First of all, public policies are the projects and activities that a State designs and manages through a government and a public administration in order to satisfy the needs of a society.
What few people know is that, for this purpose, dialogue between civil society and public administration is necessary.
In other words, we cannot talk about public policies if citizens are not involved, since their absence brings with it a detachment from the real problems of society and entails a purely administrative and governmental approach.
Detachment from citizen participation represents a departure from the social perspective, obstructing the action plans of public policies from really getting to the root of the problems.
Seeing the incidence of society as a requirement of the proselytizing discourse and not as a tool for the search for substantive equality is a mistake.
Influence from civil society goes from being a right to a necessity in order to influence the political agenda and social demands are crystallized and in this way action plans for their solutions are established.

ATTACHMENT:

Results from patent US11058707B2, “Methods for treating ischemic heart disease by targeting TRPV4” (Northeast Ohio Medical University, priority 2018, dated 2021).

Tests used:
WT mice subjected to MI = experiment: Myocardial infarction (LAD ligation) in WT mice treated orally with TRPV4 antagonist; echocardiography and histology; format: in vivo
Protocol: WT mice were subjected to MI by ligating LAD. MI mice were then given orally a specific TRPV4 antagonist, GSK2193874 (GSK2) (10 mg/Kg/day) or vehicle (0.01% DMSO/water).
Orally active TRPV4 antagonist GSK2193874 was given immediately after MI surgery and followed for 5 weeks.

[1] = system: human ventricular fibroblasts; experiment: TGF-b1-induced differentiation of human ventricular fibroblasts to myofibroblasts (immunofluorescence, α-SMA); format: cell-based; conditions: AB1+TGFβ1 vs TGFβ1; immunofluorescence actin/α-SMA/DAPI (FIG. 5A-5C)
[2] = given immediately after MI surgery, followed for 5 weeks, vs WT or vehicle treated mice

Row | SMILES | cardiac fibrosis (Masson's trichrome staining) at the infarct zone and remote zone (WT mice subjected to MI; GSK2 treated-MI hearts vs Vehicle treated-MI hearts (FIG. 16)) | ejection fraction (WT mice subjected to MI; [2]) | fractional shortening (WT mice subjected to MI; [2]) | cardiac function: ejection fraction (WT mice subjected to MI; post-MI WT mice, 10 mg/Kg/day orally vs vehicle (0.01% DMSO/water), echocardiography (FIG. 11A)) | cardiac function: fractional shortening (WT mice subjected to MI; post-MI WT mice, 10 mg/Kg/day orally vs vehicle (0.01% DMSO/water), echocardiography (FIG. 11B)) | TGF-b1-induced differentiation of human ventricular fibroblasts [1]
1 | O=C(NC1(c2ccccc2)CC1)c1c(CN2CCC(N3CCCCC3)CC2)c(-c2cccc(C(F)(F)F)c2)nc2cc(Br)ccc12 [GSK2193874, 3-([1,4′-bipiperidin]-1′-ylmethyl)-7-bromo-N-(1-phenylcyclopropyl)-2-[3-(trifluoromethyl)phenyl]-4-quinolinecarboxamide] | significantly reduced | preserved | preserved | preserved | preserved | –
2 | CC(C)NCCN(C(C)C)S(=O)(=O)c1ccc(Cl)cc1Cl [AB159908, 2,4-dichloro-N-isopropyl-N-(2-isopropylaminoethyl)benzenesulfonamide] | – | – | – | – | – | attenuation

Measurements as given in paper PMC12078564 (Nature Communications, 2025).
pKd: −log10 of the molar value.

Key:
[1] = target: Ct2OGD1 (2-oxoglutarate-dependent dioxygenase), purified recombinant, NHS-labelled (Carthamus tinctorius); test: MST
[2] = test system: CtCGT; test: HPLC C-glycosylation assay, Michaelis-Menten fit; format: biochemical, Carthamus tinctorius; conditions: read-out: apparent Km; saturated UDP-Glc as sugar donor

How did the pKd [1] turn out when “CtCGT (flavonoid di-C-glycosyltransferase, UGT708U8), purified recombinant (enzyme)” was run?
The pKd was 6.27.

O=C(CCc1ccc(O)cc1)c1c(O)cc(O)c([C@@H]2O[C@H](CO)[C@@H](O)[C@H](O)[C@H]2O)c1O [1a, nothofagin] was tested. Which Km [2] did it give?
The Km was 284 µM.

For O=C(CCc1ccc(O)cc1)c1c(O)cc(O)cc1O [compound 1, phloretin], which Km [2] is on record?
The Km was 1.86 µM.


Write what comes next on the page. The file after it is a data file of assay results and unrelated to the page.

For the State, favoring this incidence is an eminent obligation since it is responsible for keeping the doors open and creating bridges to prioritize strong impacts on the communities.
So, between civil society and the State, safe spaces for dialogue are needed and have the necessary tools to meet the demands, otherwise, for example, achieving gender mainstreaming remains forgotten and becomes mere formality to segregate support by sex (when one is lucky) and the real impact that the implementation of public policies has on people’s lives cannot be measured.
As a civil society, it is difficult to identify the ideal moments to seek advocacy, but it should not be neglected, since it is the way in which real changes can be generated.